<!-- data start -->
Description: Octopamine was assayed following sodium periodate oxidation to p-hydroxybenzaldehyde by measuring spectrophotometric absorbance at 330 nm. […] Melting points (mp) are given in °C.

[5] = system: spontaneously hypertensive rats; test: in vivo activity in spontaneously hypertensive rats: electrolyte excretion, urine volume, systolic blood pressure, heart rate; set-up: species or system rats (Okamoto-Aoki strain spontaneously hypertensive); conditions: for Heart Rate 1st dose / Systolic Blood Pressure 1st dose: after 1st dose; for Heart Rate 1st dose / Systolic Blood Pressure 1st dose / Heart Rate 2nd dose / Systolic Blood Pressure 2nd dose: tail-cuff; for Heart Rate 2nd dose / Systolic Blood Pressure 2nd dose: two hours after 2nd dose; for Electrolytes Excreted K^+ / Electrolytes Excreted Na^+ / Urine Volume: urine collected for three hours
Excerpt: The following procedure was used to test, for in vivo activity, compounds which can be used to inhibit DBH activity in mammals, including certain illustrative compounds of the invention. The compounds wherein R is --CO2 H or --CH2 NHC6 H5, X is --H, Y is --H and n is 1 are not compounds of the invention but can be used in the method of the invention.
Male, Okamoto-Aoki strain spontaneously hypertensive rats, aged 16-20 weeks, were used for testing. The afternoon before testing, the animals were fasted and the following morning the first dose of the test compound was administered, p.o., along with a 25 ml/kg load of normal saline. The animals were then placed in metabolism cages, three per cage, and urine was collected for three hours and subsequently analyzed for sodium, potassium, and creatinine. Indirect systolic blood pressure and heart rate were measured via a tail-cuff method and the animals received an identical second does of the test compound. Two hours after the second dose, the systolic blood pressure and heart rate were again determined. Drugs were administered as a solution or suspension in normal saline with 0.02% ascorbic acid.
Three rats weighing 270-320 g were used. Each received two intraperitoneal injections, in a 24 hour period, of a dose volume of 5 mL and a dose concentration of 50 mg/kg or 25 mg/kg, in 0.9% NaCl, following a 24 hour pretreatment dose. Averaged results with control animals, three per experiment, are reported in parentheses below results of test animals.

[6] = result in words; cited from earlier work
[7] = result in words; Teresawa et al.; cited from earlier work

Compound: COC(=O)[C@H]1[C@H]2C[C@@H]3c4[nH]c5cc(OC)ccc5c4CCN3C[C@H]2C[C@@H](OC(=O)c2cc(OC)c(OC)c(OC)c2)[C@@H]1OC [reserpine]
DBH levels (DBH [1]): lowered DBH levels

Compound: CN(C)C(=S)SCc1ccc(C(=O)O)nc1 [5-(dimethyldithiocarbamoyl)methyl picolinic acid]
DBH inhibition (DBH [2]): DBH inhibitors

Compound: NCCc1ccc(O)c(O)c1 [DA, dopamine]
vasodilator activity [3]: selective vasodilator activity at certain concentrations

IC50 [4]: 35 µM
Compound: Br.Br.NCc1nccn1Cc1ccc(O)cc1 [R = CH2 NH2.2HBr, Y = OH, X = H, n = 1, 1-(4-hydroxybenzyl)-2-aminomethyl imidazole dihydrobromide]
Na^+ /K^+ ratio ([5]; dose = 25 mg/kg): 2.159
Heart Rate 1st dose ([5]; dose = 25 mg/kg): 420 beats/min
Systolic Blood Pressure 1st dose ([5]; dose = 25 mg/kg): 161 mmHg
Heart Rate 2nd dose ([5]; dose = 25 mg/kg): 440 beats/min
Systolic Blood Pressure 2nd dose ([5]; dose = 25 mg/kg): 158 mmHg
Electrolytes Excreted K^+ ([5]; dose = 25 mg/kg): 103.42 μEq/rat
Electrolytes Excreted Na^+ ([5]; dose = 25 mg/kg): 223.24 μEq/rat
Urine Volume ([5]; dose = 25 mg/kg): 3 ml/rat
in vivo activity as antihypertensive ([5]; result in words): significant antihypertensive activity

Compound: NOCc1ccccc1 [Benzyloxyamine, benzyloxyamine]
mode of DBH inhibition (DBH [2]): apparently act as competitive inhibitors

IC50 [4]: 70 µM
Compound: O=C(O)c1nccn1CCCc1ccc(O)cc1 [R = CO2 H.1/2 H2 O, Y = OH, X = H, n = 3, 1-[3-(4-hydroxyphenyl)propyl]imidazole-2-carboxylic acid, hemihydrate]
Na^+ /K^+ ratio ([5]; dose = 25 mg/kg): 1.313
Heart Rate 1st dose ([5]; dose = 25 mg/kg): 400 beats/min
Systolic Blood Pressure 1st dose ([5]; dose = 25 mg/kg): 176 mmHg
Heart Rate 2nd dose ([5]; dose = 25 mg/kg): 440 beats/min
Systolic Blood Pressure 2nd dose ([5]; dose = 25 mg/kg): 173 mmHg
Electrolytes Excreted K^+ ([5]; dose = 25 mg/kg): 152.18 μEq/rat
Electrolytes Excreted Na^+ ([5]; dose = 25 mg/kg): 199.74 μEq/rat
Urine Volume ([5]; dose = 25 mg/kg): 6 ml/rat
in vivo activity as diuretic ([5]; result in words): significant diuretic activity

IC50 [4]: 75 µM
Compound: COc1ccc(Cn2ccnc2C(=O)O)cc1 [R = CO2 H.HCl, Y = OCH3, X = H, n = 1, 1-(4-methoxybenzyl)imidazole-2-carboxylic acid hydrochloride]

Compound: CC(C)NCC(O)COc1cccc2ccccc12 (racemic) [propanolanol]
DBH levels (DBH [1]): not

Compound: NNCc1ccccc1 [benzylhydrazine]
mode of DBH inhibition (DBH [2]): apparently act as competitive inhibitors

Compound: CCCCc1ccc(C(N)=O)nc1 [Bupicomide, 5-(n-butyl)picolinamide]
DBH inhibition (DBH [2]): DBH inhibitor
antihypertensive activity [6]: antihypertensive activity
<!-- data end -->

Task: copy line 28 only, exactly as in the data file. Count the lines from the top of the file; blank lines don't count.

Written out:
Compound: O=C(O)c1nccn1CCCc1ccc(O)cc1 [R = CO2 H.1/2 H2 O, Y = OH, X = H, n = 3, 1-[3-(4-hydroxyphenyl)propyl]imidazole-2-carboxylic acid, hemihydrate]